TCSS Security Commentaries #027
For regional countries that availed loans and grants from earlier regional initiatives, especially China’s BRI, the interest rates have heavily burdened their economy aside from the global recession resulting from the pandemic.
Brian Castro, TCSS
On 26-28 June, the most powerful Western countries – G-7 member countries – met in Germany to discuss critical issues that challenged the stability of the international order. Earlier this year, the world was shocked when the Russia-Ukraine tensions escalated into military conflict. Global leaders witnessed the conflict’s severe repercussions, not limiting food and energy security. With the US-led sanctions on Russia, the energy sector suffered the most. Russia is one of the largest producers of oil and other energy resources in the European region and the global market, competing against other oil-producing countries. Due to the sanctions, countries could not conduct economic activities with Russia, and the other oil-producing countries had one less competitor in the market. The subtleness of global leaders was questioned when Russia unilaterally invaded Ukraine.
The G-7 Communiqué has been the most concrete and collective response by global leaders regarding the international community’s current challenges. In summary, they reiterated their willingness to provide financial, humanitarian, military, and diplomatic support to Ukraine to defend their country’s democracy. Further economic sanctions will be imposed on Russia, including its revenue from gold. The inclusion of gold is a response to the actions of Russia to shift their foreign reserves from currencies to precious minerals and metals to soften the impact of foreign sanctions.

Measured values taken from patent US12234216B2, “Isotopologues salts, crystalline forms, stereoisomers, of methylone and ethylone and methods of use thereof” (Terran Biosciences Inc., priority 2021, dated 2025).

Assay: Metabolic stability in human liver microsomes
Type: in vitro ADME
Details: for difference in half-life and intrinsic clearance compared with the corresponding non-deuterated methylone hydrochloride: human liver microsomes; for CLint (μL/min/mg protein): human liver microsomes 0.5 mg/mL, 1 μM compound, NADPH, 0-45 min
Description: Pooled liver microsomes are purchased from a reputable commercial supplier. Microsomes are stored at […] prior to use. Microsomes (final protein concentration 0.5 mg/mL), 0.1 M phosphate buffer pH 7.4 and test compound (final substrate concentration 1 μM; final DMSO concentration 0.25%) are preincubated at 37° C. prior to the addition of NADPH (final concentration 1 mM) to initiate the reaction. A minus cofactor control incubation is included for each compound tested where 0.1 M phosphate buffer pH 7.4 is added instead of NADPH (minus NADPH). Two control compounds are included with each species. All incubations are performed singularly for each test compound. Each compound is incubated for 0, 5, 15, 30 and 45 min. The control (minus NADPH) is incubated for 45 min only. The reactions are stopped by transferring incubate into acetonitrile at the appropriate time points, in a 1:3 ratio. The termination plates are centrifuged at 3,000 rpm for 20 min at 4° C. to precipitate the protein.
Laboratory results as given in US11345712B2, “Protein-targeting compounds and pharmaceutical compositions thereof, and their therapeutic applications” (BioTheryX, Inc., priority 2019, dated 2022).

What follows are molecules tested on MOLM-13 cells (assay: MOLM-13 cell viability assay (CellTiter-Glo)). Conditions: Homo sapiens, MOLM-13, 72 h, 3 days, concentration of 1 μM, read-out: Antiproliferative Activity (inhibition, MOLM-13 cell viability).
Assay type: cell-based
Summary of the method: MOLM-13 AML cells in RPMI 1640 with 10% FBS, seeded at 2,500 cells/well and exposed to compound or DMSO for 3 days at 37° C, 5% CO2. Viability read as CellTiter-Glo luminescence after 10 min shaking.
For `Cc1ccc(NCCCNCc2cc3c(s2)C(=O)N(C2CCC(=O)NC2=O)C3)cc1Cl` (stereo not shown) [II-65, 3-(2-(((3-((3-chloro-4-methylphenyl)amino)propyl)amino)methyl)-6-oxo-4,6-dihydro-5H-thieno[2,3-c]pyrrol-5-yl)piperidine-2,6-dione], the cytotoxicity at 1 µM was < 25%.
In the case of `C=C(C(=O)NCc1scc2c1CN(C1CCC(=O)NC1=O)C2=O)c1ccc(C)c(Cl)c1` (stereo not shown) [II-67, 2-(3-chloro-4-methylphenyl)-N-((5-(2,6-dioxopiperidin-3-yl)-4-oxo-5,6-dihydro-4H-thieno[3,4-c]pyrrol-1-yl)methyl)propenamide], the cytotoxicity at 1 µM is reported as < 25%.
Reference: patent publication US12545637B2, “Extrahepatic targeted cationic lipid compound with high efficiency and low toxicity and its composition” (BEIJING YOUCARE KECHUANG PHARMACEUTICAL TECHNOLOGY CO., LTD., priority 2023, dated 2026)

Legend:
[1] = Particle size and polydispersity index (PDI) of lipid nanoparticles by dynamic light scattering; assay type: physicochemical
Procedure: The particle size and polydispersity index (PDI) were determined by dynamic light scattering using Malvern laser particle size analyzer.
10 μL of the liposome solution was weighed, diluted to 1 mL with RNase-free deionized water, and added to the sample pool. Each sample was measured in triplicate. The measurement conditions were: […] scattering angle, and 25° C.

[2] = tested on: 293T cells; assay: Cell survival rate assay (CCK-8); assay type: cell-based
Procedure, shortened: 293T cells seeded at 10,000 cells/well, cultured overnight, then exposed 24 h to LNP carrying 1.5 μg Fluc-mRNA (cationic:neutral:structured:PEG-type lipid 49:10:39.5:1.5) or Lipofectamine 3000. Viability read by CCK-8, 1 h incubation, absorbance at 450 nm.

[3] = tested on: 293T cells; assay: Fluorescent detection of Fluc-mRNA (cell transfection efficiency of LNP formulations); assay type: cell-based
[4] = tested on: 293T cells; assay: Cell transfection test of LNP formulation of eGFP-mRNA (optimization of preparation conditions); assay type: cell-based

Leaders of G-7 reiterated the importance of peace and stability across the Taiwan Strait and peaceful methods to resolve the tensions. On August 3, the G-7 leaders issued a statement on the latest tensions in the Taiwan Strait following China’s unnecessary escalation of risk with aggressive military activity under the pretense of US House Speaker Nancy Pelosi’s visit to Taiwan. The statement reaffirmed G-7’s commitment to maintaining a rules-based international order, peace, and stability across the Taiwan Strait and beyond in Indo-Pacific.
Besides the economic sector, the G-7 communiqué also emphasizes the importance of lowering living costs, caring for the environment, and equal access to vaccines for Covid-19. For energy, Indonesia, India, Senegal, and Vietnam were mentioned as “partners” for the Just Energy Transition Program. This year’s G-7 communiqué was the long-awaited response of Western global leaders against the threats to international peace and security resulting from recent international conflicts.
The group also showed the importance of relying on regional partners in dealing with energy, environment, and food security issues. To help propel the momentum of the G-7, the United States government has announced the Partnership for Global Infrastructure. The announcement entails mobilizing $200 billion from the US government and, together with the G-7 members, a total of $600 billion by 2027 in global infrastructure investments. With this, it is evident that the current US administration is taking a more proactive role in the international community than its previous administration. It could be their realization that other developed countries, especially China’s BRI, can already offer external help in the form of loans, funding, and economic initiatives to the developing ones to increase their regional influence.
However, for other countries that availed loans and grants from earlier regional initiatives, especially China’s BRI, the interest rates have heavily burdened their economy aside from the global recession resulting from the pandemic. The Partnership for Global Infrastructure (PPGI) offers grants, investments, partnerships, and infrastructure development options as an alternative to its predecessors. The partnership aims to improve people’s lives, lower living costs, and diversify supply chains to deter possible large-scale crises on resources. It is important to observe if these actions would materialize into results and how the other countries would respond.